Mister Roberts is aboard a US cargo ship, working in the Pacific during the Second World War. He'd do anything to leave the quiet of the ship to join in the "action". Trouble is, the captain of the ship, is a bit of a tyrant, and isn't willing to sign Roberts' transfer requests. Also on board is Ensign Pulver, who avoids work as best he can, whilst living off the riches of his buying and selling. Roberts and the crew are in constant battle, even over the smallest of disagreements. Written by
Now . . . Hilariously on the Screen !
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Did You Know?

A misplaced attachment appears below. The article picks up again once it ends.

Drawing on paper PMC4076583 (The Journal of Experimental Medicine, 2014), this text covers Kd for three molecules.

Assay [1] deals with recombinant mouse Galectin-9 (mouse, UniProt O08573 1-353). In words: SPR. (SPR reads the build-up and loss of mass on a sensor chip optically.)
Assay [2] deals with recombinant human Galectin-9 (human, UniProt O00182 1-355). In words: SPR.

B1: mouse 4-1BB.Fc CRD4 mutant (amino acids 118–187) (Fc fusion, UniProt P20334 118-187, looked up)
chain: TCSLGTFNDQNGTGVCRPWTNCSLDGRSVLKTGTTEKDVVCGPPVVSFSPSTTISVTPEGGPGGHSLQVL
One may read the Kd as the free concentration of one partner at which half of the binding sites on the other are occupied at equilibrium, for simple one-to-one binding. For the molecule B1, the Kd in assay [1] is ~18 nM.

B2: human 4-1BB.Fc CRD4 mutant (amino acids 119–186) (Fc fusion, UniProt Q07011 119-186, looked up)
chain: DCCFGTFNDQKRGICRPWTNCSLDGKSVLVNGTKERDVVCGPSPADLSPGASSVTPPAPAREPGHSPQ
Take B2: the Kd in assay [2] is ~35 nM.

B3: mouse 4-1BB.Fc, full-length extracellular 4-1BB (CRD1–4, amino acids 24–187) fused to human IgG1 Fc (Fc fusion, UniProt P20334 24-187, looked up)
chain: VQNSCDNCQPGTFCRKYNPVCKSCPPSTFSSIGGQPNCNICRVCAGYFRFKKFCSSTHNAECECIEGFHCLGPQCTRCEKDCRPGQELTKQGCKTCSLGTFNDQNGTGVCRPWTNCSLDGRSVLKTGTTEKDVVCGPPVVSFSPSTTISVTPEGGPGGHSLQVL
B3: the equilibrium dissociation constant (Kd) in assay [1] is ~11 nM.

When Mister Roberts finally leaves the U.S.S. Reluctant by seaplane, the plane makes a 180 degree turn to the left and makes a close fly-by along the starboard side of the ship. This shot was not taken from the plane; it was taken from a camera boat passing the ship. You can see the wake from this boat at the left side of the screen as it meets the side of the Reluctant at the waterline. See more
That's mostly what makes physical heroism. Opportunity. It's a reflex. I think that seventy-five out of a hundred young males have that reflex. You take any one of them. Say even Frank Thurlowe Pulver, here. Put him into a B-29 over Japan, and you know what you'd have?
No I don't, Doctor.
You'd have Pulver, the Congressional Medal of Honor winner. Pulver, who single-handed shot down twenty-three attacking Zeros. Pulver who, with his bare hands, held together the severed wing struts of his plane...
The Stars and Stripes Forever
Written by John Philip Sousa See more